SA call centres jump on Watson bandwagon
The South African call centre industry has taken the front seat in the adoption of IBM's cognitive computing system, Watson.
So said Craig Holmes, VP for cognitive solutions for IBM Middle East and Africa, speaking to ITWeb on the sidelines of the company's Watson 2017 Summit held in Kylami today.
Watson is an artificially intelligent computer system capable of answering questions posed in natural language. The supercomputer shot to fame after it beat expert "Jeopardy" quiz show contestants in 2011, and is named after legendary IBM president Thomas Watson.
Holmes explained that local call centres are moving to invest in Watson as they look to venture into the chatbot space.
In October last year, IBM unveiled Watson Virtual Agent, a cognitive conversational technology that allows businesses to build and deploy "conversational agents".
According to the computing company, these agents, or "bots", have emerged as businesses look to improve customer engagement, offering customers quick responses to queries and addressing potential issues in real-time.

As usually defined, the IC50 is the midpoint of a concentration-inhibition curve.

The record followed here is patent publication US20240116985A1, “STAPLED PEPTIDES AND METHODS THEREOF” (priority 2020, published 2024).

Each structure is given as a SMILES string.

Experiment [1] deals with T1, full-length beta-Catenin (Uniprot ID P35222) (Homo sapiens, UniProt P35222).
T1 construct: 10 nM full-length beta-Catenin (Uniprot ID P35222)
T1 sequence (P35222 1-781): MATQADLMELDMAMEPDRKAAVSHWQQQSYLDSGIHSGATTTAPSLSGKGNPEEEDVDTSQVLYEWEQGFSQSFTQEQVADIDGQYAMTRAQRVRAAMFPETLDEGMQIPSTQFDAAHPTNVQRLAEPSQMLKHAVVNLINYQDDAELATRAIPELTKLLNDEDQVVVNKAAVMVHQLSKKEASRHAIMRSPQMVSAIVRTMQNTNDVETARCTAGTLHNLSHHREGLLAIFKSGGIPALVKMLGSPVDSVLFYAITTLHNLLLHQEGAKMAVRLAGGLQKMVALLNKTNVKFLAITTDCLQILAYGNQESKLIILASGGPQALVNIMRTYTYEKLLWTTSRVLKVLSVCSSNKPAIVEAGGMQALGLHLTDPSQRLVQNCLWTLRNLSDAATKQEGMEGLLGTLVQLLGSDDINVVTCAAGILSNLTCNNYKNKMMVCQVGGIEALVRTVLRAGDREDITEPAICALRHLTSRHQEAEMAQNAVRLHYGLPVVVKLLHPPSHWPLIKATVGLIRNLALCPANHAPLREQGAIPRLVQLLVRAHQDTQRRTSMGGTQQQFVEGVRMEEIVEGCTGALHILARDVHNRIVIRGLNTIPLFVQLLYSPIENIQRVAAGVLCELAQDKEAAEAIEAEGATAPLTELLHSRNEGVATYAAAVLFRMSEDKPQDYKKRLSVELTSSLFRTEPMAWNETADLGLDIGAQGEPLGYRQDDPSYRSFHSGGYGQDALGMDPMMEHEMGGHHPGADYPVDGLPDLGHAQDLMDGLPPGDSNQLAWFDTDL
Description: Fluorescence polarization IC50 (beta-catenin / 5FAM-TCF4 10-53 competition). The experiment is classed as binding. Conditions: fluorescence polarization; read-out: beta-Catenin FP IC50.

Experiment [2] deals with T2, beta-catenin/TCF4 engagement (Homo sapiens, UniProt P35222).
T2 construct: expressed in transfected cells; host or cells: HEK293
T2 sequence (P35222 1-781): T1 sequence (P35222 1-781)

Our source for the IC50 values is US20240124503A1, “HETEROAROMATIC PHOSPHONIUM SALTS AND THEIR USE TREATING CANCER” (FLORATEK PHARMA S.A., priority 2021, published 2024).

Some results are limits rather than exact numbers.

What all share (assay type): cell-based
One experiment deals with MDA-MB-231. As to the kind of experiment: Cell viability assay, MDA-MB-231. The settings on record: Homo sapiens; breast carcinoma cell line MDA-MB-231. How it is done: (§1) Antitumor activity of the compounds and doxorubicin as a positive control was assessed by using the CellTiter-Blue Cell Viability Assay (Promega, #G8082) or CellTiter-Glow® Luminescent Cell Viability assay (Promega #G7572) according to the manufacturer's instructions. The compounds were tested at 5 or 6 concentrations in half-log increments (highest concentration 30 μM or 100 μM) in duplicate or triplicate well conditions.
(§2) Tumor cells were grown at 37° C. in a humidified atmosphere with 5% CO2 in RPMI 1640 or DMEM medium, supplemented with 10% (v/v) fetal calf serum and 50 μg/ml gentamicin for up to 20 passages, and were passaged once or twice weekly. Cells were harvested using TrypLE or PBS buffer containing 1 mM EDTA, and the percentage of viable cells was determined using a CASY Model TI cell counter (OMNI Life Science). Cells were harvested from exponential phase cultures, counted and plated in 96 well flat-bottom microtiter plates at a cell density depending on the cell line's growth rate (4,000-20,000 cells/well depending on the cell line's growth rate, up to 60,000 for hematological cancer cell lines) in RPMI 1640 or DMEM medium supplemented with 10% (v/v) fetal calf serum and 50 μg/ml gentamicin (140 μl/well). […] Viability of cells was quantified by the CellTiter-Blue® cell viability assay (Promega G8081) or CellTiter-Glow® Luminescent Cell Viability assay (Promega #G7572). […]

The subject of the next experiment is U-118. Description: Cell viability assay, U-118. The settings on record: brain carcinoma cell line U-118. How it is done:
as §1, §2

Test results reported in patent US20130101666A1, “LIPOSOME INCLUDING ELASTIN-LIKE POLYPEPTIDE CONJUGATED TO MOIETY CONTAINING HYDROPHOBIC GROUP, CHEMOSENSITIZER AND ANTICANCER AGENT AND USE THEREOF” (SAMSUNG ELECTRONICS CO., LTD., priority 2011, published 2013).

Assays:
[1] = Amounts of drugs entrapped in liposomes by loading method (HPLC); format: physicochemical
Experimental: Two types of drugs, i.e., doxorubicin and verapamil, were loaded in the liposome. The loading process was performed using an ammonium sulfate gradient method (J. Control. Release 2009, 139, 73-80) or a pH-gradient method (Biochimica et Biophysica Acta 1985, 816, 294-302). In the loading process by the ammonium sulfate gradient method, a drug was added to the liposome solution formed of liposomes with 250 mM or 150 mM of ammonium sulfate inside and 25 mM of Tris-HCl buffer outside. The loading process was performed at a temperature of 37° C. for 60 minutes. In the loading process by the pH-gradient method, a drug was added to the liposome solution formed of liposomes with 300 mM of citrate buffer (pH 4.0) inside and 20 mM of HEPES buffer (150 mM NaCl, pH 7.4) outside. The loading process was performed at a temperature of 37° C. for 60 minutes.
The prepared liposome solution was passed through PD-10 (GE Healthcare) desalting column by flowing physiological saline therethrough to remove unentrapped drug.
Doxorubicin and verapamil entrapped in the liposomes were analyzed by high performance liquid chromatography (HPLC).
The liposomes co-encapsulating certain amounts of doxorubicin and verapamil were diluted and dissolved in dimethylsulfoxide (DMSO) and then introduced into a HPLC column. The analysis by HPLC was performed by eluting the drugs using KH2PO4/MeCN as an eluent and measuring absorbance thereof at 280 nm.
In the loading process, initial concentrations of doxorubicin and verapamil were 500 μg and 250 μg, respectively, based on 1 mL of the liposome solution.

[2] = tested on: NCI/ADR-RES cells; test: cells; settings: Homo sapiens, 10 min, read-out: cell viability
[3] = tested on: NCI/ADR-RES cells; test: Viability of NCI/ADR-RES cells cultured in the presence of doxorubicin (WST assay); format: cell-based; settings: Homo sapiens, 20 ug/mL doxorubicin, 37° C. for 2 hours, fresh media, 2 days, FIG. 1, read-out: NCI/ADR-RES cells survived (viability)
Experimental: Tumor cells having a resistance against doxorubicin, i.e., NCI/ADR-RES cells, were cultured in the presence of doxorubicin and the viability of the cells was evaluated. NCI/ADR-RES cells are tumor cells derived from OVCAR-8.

During the event, Roland Naidoo, head of customer operations support at Multichoice, revealed that the company is in the pilot phase of deploying Watson-based chatbot technology in its call centre facility.
Holmes noted that cloud computing has seen the price of deploying Watson technology going down over the years, thus becoming attractive to local call centres.
The other South African industries also looking into the technology are healthcare and the insurance sectors, Holmes noted.
Also speaking during the event, Inderpal Bhandari, IBM's chief data officer, said cognitive systems have four main attributes.
"They are able to learn their behavior through education," Bhandari noted. "Cognitive systems support forms of expression more natural for human expression and their primary value is their expertise. Their reasoning approach continues to evolve as they experience new information, scenarios and new responses."